By Rachel D.
Yumi Sakugawa is an American comic book artist and illustrator. She is an illustrator for the websites The Rumpus and Wonderhowto. Yumi also recently released the book I Think I Am In Friend Love With You. This book is incredibly sweet and its ending is as heartbreaking as it is relatable. I talked to Yumi about her own comic influences and the representation of different ethnicities in pop culture.
Rachel: Had you planned to publish “I Think I Am In Friend Love With You” as a book when you began drawing it?
Yumi: Definitely not. I was purely making it for myself as a sort of therapeutic diary comic to process my own unresolved feelings with certain people from the past, and then I decided to share it with Sadie Magazine, an online magazine for teen girls and young women I was making web comics for at the time. I remember thinking that I would be happy if at least 10 random strangers understood the nebulous feeling of friend-love, so I was shocked and very pleased when the web comic went viral all over Tumblr and the internet.
R: Did you read comics as a kid? If so, what were your favourites?
Y: I read a lot of newspaper comics and some Japanese manga titles. Definitely a lot of Sailor Moon, which was probably my all-time favorite.
R: Are there any comics that influence your work?
Y: My first exposure to independent comics was BLANKETS by Craig Thompson and SUMMER BLONDE by Adrian Tomine. Though they are both very different in terms of style, I remember being struck by their very strong black and white drawing styles and their distinctive narrative flow that have a very literary quality to them. I really loved (and still love) SKIM by Mariko Tamaki and Jillian Tamaki. Recently, I am finding myself revisiting short comic stories by Moto Hagio, an old-school Japanese manga artist who does these amazing magical realism stories but at the heart of it are so psychologically and emotionally arresting.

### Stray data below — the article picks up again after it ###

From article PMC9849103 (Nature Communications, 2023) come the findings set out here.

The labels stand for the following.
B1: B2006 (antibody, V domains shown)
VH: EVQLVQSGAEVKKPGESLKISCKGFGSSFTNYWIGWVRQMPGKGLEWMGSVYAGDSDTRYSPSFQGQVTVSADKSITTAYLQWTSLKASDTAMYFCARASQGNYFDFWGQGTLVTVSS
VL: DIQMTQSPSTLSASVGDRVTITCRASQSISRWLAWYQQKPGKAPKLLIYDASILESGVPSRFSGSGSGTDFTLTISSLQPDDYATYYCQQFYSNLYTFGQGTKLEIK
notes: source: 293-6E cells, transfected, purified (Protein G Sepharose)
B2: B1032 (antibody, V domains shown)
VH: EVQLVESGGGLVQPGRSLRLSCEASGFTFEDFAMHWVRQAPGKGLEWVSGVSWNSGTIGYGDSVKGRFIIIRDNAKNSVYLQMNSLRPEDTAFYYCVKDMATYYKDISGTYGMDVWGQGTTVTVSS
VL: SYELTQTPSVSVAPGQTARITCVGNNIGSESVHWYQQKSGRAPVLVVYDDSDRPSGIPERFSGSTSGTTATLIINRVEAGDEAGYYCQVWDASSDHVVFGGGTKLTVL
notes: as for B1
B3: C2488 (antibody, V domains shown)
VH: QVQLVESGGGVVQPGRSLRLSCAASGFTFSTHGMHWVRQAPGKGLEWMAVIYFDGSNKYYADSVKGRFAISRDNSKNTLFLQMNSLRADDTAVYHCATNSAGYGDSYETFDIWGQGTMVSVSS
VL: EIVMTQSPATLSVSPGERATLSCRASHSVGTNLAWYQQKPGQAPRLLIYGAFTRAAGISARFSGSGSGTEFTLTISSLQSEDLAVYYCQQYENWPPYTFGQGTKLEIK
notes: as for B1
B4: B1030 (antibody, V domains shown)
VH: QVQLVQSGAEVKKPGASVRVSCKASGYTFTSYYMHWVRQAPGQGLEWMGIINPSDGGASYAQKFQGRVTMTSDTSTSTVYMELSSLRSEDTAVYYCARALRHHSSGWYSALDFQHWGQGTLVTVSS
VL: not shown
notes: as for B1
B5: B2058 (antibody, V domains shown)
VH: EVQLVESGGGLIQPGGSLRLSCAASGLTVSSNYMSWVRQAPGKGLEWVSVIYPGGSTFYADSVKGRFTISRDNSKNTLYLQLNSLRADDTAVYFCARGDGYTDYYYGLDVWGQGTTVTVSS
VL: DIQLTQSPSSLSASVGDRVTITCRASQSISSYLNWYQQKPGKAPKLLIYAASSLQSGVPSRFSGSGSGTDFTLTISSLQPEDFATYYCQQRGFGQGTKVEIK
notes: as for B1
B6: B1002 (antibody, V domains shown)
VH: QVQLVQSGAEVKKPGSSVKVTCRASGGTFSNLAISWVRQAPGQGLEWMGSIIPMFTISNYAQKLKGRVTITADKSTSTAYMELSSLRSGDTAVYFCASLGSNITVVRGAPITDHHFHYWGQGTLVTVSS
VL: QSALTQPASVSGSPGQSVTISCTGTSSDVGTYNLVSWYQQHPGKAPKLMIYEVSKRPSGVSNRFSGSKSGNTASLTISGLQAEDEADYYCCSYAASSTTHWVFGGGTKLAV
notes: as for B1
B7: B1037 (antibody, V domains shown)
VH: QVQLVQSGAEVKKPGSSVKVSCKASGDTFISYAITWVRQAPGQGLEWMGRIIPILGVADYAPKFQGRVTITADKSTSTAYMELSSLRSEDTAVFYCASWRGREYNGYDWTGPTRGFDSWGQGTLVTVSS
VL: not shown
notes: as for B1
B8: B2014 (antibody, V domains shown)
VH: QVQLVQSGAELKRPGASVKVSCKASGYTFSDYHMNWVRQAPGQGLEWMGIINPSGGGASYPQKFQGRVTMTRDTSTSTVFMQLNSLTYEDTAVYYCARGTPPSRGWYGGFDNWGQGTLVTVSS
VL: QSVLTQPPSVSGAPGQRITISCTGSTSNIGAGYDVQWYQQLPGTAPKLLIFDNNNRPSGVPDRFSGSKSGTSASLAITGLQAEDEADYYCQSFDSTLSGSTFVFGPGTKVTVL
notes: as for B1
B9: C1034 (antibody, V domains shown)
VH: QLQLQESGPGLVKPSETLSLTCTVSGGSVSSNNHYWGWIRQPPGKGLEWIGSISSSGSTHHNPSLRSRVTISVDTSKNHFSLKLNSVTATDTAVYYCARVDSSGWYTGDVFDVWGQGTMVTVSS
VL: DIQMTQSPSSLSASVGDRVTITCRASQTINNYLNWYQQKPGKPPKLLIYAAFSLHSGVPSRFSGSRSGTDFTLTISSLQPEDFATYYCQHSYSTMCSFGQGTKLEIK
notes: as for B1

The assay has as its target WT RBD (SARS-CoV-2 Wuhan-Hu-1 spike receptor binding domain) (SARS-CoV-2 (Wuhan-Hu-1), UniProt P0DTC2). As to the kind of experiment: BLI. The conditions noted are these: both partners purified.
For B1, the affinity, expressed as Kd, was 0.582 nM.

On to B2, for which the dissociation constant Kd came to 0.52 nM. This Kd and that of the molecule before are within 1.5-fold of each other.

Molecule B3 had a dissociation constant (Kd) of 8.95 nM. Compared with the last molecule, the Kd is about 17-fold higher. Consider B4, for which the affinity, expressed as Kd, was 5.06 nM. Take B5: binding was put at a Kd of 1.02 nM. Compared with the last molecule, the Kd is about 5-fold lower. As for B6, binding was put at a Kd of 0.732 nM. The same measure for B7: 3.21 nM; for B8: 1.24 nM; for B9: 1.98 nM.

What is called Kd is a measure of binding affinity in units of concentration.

R: Did you draw comics or make zines as a teen?
Y: I didn’t really make zines, but I definitely drew a lot of super-short comics. They were hardly anything elaborate and probably mostly one-strip or one-panel gags. I did draw a lot and write a lot though.
R: What TV shows and movies did you watch as a teen? Do you think your interests have changed much since?
Y: I watched a lot of Evangelion and GHOST WORLD was my favorite indie movie as a teen. I think I’m still interested in the same type of stories and themes, but maybe now that I’m older and in a steady relationship, I’m not as concerned with love stories.
R: Do you prefer drawing your characters as creatures (like in I Think I Am In Friend Love With You) or as people?
Y: Lately I’ve been really enjoying drawing non-human characters. I don’t know yet if it is a preference or a temporary phase.
R: Do you think your work, or at least how you work, would be a lot different without the internet?
Y: I think how work would be different. It is exciting to be able to work on a self-contained, short web comic (like the work I do for The Rumpus) and know that it will be posted and seen by a lot of people within a matter of days.
R: I love your comic about Claudia Kishi of The Babysitter’s Club, do you think ethnicities are more represented in pop culture now?
Y: Definitely much more than when I was a child of the 90’s reading The Babysitter’s Club, but representation of ethnic minorities is still embarrassingly low in mainstream media.
R: Also regarding your comic about Claudia Kishi, do you idolize any fictional character now the way that you idolized Claudia Kishi then?
Y: I don’t think I’ve found a new fictional character that tops the fabulosity of Claudia Kishi.
R: Did you keep a diary when you were a child/teen?
Y: Yes. Obsessively. I am actually sad that I’ve fallen off that journal-writing habit and I hope to get back onto it soon.